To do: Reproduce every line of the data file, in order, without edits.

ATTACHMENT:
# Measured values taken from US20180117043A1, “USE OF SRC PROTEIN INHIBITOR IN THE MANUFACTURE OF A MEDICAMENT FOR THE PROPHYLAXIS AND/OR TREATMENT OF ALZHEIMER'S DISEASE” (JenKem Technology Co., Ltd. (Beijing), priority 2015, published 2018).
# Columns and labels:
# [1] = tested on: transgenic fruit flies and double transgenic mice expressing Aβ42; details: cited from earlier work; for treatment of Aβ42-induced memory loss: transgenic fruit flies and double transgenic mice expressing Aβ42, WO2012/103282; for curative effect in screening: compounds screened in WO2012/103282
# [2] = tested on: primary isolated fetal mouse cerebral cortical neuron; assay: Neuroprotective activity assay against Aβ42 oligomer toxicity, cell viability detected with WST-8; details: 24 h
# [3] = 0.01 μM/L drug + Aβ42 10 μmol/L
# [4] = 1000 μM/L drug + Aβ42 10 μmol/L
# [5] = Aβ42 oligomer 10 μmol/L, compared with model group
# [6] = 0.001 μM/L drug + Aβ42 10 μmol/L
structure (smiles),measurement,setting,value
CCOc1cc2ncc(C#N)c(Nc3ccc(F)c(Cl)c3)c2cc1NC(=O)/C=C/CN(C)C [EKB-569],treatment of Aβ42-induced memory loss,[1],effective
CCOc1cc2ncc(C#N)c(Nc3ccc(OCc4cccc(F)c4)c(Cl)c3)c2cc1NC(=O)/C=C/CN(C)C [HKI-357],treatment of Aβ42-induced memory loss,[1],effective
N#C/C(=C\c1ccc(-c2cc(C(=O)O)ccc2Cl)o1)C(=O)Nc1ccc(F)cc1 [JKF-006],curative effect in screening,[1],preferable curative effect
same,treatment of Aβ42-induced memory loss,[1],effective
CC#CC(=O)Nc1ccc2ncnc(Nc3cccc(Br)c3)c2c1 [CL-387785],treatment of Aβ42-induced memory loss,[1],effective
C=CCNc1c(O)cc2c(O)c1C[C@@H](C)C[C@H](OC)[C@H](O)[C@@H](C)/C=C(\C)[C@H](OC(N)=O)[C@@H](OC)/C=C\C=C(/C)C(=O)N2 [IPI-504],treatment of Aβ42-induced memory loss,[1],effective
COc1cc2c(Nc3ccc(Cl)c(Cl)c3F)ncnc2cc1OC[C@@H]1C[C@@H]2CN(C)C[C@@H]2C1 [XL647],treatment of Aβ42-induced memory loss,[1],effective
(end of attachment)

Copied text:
# Measured values taken from US20180117043A1, “USE OF SRC PROTEIN INHIBITOR IN THE MANUFACTURE OF A MEDICAMENT FOR THE PROPHYLAXIS AND/OR TREATMENT OF ALZHEIMER'S DISEASE” (JenKem Technology Co., Ltd. (Beijing), priority 2015, published 2018).
# Columns and labels:
# [1] = tested on: transgenic fruit flies and double transgenic mice expressing Aβ42; details: cited from earlier work; for treatment of Aβ42-induced memory loss: transgenic fruit flies and double transgenic mice expressing Aβ42, WO2012/103282; for curative effect in screening: compounds screened in WO2012/103282
# [2] = tested on: primary isolated fetal mouse cerebral cortical neuron; assay: Neuroprotective activity assay against Aβ42 oligomer toxicity, cell viability detected with WST-8; details: 24 h
# [3] = 0.01 μM/L drug + Aβ42 10 μmol/L
# [4] = 1000 μM/L drug + Aβ42 10 μmol/L
# [5] = Aβ42 oligomer 10 μmol/L, compared with model group
# [6] = 0.001 μM/L drug + Aβ42 10 μmol/L
structure (smiles),measurement,setting,value
CCOc1cc2ncc(C#N)c(Nc3ccc(F)c(Cl)c3)c2cc1NC(=O)/C=C/CN(C)C [EKB-569],treatment of Aβ42-induced memory loss,[1],effective
CCOc1cc2ncc(C#N)c(Nc3ccc(OCc4cccc(F)c4)c(Cl)c3)c2cc1NC(=O)/C=C/CN(C)C [HKI-357],treatment of Aβ42-induced memory loss,[1],effective
N#C/C(=C\c1ccc(-c2cc(C(=O)O)ccc2Cl)o1)C(=O)Nc1ccc(F)cc1 [JKF-006],curative effect in screening,[1],preferable curative effect
same,treatment of Aβ42-induced memory loss,[1],effective
CC#CC(=O)Nc1ccc2ncnc(Nc3cccc(Br)c3)c2c1 [CL-387785],treatment of Aβ42-induced memory loss,[1],effective
C=CCNc1c(O)cc2c(O)c1C[C@@H](C)C[C@H](OC)[C@H](O)[C@@H](C)/C=C(\C)[C@H](OC(N)=O)[C@@H](OC)/C=C\C=C(/C)C(=O)N2 [IPI-504],treatment of Aβ42-induced memory loss,[1],effective
COc1cc2c(Nc3ccc(Cl)c(Cl)c3F)ncnc2cc1OC[C@@H]1C[C@@H]2CN(C)C[C@@H]2C1 [XL647],treatment of Aβ42-induced memory loss,[1],effective